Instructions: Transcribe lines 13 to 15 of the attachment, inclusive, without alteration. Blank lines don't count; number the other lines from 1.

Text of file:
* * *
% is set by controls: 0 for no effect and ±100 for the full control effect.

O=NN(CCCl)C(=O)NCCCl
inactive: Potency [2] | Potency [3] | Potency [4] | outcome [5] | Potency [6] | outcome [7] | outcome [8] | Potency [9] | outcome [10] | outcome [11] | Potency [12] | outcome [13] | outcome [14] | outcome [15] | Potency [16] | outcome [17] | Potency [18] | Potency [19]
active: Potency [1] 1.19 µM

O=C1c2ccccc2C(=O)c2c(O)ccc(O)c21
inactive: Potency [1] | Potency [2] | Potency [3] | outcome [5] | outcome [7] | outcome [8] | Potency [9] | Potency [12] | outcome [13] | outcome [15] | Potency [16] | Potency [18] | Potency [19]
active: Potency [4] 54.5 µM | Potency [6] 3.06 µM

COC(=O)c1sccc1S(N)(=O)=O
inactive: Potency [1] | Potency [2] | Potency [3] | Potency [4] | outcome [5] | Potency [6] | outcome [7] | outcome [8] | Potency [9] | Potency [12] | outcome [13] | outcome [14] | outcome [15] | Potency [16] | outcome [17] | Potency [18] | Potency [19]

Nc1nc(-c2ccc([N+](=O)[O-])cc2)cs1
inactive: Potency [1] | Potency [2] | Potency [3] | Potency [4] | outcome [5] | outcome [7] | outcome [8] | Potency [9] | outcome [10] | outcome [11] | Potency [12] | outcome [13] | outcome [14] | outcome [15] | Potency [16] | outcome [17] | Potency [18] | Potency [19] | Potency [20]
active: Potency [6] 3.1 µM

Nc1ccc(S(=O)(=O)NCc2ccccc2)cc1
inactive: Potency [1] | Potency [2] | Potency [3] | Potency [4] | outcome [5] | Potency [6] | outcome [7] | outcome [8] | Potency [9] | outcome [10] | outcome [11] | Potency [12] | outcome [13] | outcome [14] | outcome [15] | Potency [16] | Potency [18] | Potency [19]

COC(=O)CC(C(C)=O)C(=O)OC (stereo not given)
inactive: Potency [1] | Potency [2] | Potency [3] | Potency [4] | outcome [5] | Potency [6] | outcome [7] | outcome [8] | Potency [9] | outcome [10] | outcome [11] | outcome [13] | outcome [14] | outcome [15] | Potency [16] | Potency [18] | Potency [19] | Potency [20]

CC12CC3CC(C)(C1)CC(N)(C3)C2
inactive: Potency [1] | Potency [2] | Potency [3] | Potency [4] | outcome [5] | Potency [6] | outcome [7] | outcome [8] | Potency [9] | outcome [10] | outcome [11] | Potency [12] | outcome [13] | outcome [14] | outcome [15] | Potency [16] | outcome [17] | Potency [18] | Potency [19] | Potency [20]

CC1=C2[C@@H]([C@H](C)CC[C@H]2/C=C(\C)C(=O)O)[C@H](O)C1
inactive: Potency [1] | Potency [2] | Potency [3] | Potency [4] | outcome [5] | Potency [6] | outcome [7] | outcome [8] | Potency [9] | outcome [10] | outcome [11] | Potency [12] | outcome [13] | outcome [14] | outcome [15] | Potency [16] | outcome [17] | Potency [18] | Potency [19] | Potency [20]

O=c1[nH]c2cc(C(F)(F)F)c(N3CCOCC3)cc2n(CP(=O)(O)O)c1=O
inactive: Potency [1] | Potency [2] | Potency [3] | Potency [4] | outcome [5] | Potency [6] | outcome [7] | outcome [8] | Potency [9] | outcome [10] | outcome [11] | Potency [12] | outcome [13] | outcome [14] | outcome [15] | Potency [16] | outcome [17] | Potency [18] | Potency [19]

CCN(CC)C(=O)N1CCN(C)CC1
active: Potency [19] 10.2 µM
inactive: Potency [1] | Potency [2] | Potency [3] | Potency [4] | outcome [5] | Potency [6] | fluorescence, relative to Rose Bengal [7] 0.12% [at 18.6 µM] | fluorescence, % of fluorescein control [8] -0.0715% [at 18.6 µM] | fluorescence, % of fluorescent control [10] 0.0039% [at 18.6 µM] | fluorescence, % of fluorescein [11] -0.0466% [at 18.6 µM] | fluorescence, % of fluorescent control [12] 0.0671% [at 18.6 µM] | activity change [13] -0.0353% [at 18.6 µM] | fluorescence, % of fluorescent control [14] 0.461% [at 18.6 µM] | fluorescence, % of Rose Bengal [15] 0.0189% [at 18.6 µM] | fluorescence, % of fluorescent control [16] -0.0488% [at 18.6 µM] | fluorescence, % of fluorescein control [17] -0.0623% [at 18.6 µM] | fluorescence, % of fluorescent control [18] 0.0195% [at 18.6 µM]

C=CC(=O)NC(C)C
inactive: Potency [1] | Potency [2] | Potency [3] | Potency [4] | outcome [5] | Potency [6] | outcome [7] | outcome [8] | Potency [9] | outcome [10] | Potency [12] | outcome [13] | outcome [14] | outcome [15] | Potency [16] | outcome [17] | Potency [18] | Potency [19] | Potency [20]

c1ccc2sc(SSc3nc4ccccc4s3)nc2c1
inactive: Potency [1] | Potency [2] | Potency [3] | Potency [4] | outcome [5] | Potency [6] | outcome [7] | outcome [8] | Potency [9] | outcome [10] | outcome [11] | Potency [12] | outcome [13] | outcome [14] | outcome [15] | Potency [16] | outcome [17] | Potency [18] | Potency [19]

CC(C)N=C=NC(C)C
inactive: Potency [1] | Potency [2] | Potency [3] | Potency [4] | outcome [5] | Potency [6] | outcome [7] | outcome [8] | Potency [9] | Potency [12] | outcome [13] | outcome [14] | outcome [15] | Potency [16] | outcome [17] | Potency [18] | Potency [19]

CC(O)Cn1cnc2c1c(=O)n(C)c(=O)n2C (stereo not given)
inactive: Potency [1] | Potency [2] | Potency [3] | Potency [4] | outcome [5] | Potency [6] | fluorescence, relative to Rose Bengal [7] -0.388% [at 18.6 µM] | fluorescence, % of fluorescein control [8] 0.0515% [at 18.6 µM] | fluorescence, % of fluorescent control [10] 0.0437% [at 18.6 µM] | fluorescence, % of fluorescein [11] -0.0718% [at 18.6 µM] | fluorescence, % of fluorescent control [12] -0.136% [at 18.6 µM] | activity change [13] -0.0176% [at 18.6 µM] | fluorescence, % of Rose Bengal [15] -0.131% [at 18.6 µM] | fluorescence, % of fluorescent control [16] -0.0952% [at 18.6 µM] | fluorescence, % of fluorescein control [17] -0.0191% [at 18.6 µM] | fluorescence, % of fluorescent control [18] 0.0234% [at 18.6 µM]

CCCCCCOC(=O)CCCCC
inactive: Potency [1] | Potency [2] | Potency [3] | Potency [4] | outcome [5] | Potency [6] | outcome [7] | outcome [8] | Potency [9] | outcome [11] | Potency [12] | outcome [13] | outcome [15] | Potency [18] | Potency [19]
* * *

Nc1ccc(S(=O)(=O)NCc2ccccc2)cc1
inactive: Potency [1] | Potency [2] | Potency [3] | Potency [4] | outcome [5] | Potency [6] | outcome [7] | outcome [8] | Potency [9] | outcome [10] | outcome [11] | Potency [12] | outcome [13] | outcome [14] | outcome [15] | Potency [16] | Potency [18] | Potency [19]

COC(=O)CC(C(C)=O)C(=O)OC (stereo not given)